Dadkhahi, Hamid, and Benjamin Marlin Learning Tree-Structured Detection Cascades for Heterogeneous Networks of Embedded Devices. 23rd ACM SIGKDD International Conference on Knowledge Discovery and Data Mining., 2017. Abstractfp0911-dadkhahia.pdf

In this paper, we present a new approach to learning cascaded classifiers for use in computing environments that involve networks of heterogeneous and resource-constrained, low-power embedded compute and sensing nodes. We present a generalization of the classical linear detection cascade to the case of tree-structured cascades where different branches of the tree execute on different physical compute nodes in the network. Different nodes have access to different features, as well as access to potentially different computation and energy resources. We concentrate on the problem of jointly learning the parameters for all of the classifiers in the cascade given a fixed cascade architecture and a known set of costs required to carry out the computation at each node. To accomplish the objective of joint learning of all detectors, we propose a novel approach to combining classifier outputs during training that better matches the hard cascade setting in which the learned system will be deployed. This work is motivated by research in the area of mobile health where energy efficient real time detectors integrating information from multiple wireless on-body sensors and a smart phone are needed for real-time monitoring and the delivery of just-in-time adaptive interventions. We evaluate our framework on mobile sensor-based human activity recognition and mobile health detector learning problems.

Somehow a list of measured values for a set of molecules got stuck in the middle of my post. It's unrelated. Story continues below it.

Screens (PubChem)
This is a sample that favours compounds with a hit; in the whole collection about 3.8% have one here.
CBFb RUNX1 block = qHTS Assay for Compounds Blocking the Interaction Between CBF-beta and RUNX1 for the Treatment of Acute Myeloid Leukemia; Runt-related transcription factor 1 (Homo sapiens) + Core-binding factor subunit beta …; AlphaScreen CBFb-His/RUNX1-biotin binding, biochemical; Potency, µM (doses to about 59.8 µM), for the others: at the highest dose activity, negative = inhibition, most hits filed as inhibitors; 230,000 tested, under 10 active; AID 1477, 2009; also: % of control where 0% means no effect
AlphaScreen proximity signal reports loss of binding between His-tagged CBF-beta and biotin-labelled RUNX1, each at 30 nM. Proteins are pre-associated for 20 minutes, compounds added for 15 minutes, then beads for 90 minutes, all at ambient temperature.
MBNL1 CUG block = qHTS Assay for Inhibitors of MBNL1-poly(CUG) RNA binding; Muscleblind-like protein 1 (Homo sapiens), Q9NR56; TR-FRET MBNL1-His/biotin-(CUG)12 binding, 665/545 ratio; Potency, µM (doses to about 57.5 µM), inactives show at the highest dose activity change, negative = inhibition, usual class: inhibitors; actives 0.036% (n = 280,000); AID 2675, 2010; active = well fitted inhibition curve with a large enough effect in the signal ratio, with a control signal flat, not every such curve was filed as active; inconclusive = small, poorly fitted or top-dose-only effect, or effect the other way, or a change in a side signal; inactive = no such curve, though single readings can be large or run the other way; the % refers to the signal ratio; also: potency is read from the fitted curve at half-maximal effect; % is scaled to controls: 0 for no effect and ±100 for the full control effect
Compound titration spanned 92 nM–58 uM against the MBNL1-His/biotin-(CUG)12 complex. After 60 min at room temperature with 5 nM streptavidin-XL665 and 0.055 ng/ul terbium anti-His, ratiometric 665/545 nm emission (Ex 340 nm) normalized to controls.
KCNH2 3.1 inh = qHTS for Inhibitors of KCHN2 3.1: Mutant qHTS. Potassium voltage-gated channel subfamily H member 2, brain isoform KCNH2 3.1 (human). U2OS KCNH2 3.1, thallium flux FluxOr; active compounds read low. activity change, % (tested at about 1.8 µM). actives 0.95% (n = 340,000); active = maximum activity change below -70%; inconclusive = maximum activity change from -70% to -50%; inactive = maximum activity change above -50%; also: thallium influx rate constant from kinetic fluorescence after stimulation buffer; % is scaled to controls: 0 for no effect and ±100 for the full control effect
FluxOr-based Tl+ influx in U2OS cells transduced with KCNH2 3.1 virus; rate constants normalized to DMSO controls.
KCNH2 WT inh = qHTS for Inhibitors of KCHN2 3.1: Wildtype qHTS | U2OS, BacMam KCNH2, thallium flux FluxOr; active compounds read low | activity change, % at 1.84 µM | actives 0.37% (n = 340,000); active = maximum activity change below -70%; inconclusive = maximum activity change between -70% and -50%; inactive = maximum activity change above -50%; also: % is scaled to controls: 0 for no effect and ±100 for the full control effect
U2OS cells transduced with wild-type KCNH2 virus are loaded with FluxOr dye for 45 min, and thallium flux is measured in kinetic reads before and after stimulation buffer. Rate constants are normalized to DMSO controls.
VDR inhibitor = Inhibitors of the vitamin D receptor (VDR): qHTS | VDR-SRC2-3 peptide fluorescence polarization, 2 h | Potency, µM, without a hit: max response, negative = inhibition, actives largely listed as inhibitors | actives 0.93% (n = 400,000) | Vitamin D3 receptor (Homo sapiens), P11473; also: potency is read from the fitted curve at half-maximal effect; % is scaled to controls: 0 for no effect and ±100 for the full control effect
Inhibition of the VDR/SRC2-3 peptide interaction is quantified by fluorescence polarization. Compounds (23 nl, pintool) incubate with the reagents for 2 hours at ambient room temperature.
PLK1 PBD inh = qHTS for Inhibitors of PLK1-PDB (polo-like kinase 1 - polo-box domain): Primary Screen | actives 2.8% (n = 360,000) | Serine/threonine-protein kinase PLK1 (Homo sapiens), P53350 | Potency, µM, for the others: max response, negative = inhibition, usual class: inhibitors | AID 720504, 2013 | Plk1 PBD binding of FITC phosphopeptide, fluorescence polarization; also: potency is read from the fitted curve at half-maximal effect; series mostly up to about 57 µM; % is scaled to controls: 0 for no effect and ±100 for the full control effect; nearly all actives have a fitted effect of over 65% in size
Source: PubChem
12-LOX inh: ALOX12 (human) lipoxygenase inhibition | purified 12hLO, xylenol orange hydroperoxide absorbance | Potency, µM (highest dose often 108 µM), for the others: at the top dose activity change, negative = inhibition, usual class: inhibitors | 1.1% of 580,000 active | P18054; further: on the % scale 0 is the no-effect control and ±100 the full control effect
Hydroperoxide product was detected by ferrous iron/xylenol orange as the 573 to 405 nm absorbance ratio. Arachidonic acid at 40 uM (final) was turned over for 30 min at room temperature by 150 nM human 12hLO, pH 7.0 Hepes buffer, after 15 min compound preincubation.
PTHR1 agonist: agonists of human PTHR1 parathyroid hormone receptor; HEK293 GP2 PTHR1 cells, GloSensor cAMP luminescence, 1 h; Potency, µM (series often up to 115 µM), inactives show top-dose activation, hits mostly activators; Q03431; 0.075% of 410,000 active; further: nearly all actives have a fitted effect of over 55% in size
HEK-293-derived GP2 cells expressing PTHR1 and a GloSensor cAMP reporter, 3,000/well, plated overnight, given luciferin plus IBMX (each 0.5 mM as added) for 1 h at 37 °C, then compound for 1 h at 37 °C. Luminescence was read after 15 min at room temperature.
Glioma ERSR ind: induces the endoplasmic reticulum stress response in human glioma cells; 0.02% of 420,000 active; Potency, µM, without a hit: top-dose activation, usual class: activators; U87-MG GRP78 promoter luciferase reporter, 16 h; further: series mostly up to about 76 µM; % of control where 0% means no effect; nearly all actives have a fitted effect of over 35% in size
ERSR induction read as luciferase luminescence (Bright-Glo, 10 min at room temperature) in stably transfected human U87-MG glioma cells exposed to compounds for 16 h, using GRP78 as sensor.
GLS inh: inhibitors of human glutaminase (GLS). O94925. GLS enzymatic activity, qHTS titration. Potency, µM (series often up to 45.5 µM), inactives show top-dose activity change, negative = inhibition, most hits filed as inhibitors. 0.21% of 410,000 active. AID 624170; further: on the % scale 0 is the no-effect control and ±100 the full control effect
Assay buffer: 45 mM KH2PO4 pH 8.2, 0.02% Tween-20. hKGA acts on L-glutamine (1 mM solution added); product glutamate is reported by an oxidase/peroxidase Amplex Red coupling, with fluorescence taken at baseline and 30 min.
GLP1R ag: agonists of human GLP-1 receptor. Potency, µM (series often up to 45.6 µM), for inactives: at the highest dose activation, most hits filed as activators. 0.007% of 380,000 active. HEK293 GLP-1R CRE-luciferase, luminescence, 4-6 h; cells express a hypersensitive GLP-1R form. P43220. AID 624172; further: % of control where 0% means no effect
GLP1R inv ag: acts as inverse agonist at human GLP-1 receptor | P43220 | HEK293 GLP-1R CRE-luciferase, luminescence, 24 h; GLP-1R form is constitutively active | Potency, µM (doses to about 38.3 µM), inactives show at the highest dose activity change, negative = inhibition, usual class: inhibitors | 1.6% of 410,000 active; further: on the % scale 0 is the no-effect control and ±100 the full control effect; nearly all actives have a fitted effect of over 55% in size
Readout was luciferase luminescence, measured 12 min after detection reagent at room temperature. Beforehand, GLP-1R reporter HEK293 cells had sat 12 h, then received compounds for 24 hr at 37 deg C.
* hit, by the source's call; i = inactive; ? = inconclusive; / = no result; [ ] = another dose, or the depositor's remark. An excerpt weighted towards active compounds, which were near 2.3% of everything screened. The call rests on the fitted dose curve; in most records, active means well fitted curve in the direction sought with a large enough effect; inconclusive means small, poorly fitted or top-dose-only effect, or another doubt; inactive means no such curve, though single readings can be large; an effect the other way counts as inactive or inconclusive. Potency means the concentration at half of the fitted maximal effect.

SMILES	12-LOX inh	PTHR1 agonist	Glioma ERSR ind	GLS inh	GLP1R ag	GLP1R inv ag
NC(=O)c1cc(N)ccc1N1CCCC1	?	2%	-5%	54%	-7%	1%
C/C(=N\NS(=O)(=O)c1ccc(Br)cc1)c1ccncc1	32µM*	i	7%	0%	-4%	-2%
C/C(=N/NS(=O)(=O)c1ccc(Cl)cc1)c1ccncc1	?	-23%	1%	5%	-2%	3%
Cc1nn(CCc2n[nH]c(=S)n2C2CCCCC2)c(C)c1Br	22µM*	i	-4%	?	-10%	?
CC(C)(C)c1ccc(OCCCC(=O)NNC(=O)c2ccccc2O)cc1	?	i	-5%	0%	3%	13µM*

Kumar, Santosh, and others. "Center of Excellence for Mobile Sensor Data-to-Knowledge (MD2K)." IEEE Pervasive Computing. 16 (2017): 18-22. AbstractWebsite

The Center of Excellence for Mobile Sensor Data-to-Knowledge (MD2K) is enabling the collection of high-frequency mobile sensor data for the development and validation of novel multisensory biomarkers and sensor-triggered interventions.

Dadkhahi, Hamid, Marco F. Duarte, and Benjamin M. Marlin. "Out-of-Sample Extension for Dimensionality Reduction of Noisy Time Series." IEEE Transactions on Image Processing. 26 (2017): 5435-5446. Abstract1606.08282.pdf

This paper proposes an out-of-sample extension framework for a global manifold learning algorithm (Isomap) that uses temporal information in out-of-sample points in order to make the embedding more robust to noise and artifacts. Given a set of noise-free training data and its embedding, the proposed framework extends the embedding for a noisy time series. This is achieved by adding a spatio-temporal compactness term to the optimization objective of the embedding. To the best of our knowledge, this is the first method for out-of-sample extension of manifold embeddings that leverages timing information available for the extension set. Experimental results demonstrate that our out-of-sample extension algorithm renders a more robust and accurate embedding of sequentially ordered image data in the presence of various noise and artifacts when compared with other timing-aware embeddings. Additionally, we show that an out-of-sample extension framework based on the proposed algorithm outperforms the state of the art in eye-gaze estimation.